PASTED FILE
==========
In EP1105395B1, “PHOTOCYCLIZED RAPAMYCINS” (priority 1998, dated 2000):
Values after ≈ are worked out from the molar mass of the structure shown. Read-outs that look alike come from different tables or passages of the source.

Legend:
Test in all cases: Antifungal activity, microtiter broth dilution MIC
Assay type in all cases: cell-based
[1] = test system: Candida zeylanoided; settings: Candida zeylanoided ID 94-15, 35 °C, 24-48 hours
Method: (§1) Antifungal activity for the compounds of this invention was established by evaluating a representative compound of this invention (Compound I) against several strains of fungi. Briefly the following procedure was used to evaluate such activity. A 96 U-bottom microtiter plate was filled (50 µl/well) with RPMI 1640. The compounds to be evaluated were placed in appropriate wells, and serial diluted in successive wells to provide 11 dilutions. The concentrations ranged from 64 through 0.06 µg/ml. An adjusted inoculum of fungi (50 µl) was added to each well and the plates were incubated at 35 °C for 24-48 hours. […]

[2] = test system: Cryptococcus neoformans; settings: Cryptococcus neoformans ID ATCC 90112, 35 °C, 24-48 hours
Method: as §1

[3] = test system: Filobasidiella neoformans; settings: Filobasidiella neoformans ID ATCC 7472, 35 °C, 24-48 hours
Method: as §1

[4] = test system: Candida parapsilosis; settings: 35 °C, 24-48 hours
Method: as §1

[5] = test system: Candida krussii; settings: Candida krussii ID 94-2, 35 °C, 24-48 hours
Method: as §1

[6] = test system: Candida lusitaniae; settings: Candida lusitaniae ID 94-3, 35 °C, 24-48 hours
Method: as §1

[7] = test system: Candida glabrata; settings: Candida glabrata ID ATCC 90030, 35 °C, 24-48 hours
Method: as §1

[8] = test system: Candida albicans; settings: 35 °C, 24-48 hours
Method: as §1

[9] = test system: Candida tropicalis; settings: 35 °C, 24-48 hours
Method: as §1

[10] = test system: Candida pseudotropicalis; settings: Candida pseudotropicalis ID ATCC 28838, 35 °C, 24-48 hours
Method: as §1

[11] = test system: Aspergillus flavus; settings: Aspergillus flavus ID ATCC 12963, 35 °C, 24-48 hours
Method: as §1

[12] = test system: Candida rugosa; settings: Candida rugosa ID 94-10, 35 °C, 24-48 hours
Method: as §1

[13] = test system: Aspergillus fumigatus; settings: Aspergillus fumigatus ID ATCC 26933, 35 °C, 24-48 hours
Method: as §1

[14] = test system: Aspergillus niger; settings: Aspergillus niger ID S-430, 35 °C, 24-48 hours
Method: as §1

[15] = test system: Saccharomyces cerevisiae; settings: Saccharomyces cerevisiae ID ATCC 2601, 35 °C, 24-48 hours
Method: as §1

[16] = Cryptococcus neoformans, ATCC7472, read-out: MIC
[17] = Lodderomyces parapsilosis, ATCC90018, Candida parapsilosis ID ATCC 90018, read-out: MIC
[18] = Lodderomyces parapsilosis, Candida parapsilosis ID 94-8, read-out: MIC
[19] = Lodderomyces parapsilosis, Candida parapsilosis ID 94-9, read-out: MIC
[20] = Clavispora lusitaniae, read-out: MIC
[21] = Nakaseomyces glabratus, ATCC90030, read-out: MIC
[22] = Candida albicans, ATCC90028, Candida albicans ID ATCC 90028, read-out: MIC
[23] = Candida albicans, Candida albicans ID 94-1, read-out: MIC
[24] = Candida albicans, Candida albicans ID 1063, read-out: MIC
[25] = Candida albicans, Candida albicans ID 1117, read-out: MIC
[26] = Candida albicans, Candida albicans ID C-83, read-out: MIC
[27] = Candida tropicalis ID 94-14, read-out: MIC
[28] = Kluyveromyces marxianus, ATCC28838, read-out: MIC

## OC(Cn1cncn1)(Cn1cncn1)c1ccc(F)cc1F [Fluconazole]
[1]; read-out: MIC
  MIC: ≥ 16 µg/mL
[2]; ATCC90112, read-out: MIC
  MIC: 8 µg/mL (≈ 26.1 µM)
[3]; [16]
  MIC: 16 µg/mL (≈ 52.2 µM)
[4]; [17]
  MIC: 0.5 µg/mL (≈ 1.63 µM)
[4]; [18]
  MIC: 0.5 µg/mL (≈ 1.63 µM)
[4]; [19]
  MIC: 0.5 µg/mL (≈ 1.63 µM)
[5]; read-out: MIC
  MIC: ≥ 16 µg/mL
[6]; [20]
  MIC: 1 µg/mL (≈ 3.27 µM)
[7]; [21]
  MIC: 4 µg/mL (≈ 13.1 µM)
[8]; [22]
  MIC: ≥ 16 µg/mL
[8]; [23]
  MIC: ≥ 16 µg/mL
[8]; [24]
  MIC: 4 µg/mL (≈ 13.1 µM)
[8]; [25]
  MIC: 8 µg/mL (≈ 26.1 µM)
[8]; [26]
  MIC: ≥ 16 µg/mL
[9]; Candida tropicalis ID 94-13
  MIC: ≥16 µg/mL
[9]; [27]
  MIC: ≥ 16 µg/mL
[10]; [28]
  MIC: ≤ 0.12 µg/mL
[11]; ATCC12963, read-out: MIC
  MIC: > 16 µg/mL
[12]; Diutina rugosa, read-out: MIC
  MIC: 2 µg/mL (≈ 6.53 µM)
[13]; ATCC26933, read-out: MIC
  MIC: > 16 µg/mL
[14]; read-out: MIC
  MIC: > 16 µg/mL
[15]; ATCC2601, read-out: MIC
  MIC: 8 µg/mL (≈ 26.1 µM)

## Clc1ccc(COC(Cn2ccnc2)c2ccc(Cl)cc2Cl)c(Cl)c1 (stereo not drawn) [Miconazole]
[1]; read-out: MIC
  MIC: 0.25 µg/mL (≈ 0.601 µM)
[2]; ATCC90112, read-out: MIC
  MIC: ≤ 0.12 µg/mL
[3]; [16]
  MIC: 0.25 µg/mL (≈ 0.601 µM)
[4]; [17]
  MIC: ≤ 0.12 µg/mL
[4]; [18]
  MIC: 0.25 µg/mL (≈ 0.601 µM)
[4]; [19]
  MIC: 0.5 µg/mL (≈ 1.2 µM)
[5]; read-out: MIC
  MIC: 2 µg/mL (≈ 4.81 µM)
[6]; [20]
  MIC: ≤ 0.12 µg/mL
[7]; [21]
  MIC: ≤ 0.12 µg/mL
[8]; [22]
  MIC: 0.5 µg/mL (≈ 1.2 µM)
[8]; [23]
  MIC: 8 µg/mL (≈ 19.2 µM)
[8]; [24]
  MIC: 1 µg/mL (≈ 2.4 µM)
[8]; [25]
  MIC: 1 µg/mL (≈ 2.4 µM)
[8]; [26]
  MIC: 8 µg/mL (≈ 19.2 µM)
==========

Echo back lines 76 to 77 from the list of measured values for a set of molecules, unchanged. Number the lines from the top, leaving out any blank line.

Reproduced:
[8]; [26]
  MIC: ≥ 16 µg/mL